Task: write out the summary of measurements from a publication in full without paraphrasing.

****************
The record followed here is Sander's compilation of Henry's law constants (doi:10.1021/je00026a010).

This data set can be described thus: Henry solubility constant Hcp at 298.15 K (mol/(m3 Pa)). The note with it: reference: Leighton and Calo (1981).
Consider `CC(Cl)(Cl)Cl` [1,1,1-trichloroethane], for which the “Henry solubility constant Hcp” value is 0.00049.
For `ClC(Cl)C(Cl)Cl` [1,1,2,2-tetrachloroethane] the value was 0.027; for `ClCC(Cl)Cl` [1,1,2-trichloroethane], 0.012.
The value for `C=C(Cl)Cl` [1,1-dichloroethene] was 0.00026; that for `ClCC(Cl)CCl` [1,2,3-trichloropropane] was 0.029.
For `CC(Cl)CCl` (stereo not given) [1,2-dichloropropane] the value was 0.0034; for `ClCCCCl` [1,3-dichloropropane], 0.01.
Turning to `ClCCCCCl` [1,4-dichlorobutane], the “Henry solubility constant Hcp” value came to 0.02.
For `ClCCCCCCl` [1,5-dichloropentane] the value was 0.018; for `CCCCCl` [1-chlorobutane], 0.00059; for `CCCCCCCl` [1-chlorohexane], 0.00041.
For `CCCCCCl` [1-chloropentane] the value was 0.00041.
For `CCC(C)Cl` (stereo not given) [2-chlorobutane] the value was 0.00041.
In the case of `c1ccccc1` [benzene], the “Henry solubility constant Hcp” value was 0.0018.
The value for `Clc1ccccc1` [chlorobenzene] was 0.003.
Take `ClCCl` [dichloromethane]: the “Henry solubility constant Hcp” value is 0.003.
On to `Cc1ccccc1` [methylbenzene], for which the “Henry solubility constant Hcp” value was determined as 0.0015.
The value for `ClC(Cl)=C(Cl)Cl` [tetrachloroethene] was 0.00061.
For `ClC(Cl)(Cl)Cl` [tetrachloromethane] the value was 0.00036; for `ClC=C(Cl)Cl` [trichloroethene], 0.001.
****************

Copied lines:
The record followed here is Sander's compilation of Henry's law constants (doi:10.1021/je00026a010).

This data set can be described thus: Henry solubility constant Hcp at 298.15 K (mol/(m3 Pa)). The note with it: reference: Leighton and Calo (1981).
Consider `CC(Cl)(Cl)Cl` [1,1,1-trichloroethane], for which the “Henry solubility constant Hcp” value is 0.00049.
For `ClC(Cl)C(Cl)Cl` [1,1,2,2-tetrachloroethane] the value was 0.027; for `ClCC(Cl)Cl` [1,1,2-trichloroethane], 0.012.
The value for `C=C(Cl)Cl` [1,1-dichloroethene] was 0.00026; that for `ClCC(Cl)CCl` [1,2,3-trichloropropane] was 0.029.
For `CC(Cl)CCl` (stereo not given) [1,2-dichloropropane] the value was 0.0034; for `ClCCCCl` [1,3-dichloropropane], 0.01.
Turning to `ClCCCCCl` [1,4-dichlorobutane], the “Henry solubility constant Hcp” value came to 0.02.
For `ClCCCCCCl` [1,5-dichloropentane] the value was 0.018; for `CCCCCl` [1-chlorobutane], 0.00059; for `CCCCCCCl` [1-chlorohexane], 0.00041.
For `CCCCCCl` [1-chloropentane] the value was 0.00041.
For `CCC(C)Cl` (stereo not given) [2-chlorobutane] the value was 0.00041.
In the case of `c1ccccc1` [benzene], the “Henry solubility constant Hcp” value was 0.0018.
The value for `Clc1ccccc1` [chlorobenzene] was 0.003.
Take `ClCCl` [dichloromethane]: the “Henry solubility constant Hcp” value is 0.003.
On to `Cc1ccccc1` [methylbenzene], for which the “Henry solubility constant Hcp” value was determined as 0.0015.
The value for `ClC(Cl)=C(Cl)Cl` [tetrachloroethene] was 0.00061.
For `ClC(Cl)(Cl)Cl` [tetrachloromethane] the value was 0.00036; for `ClC=C(Cl)Cl` [trichloroethene], 0.001.